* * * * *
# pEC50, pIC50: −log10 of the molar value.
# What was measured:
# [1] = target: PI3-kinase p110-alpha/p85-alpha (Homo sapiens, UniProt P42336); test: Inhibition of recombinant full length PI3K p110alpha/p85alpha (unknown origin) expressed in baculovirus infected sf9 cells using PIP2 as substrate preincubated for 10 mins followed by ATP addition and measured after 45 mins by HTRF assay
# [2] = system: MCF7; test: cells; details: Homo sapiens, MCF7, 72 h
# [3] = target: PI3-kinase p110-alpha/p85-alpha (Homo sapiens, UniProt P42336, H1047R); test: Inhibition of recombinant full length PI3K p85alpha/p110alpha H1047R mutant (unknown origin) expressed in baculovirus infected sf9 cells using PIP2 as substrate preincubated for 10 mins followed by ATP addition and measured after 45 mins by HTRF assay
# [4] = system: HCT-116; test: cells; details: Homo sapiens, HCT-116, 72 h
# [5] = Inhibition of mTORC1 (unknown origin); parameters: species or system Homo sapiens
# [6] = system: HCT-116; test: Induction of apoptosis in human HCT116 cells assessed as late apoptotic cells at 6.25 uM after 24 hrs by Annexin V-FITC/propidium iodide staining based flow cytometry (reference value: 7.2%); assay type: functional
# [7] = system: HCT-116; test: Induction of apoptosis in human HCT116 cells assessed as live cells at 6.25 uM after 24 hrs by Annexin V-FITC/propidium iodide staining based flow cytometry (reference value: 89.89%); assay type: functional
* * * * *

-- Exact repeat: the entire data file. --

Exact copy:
# pEC50, pIC50: −log10 of the molar value.
# What was measured:
# [1] = target: PI3-kinase p110-alpha/p85-alpha (Homo sapiens, UniProt P42336); test: Inhibition of recombinant full length PI3K p110alpha/p85alpha (unknown origin) expressed in baculovirus infected sf9 cells using PIP2 as substrate preincubated for 10 mins followed by ATP addition and measured after 45 mins by HTRF assay
# [2] = system: MCF7; test: cells; details: Homo sapiens, MCF7, 72 h
# [3] = target: PI3-kinase p110-alpha/p85-alpha (Homo sapiens, UniProt P42336, H1047R); test: Inhibition of recombinant full length PI3K p85alpha/p110alpha H1047R mutant (unknown origin) expressed in baculovirus infected sf9 cells using PIP2 as substrate preincubated for 10 mins followed by ATP addition and measured after 45 mins by HTRF assay
# [4] = system: HCT-116; test: cells; details: Homo sapiens, HCT-116, 72 h
# [5] = Inhibition of mTORC1 (unknown origin); parameters: species or system Homo sapiens
# [6] = system: HCT-116; test: Induction of apoptosis in human HCT116 cells assessed as late apoptotic cells at 6.25 uM after 24 hrs by Annexin V-FITC/propidium iodide staining based flow cytometry (reference value: 7.2%); assay type: functional
# [7] = system: HCT-116; test: Induction of apoptosis in human HCT116 cells assessed as live cells at 6.25 uM after 24 hrs by Annexin V-FITC/propidium iodide staining based flow cytometry (reference value: 89.89%); assay type: functional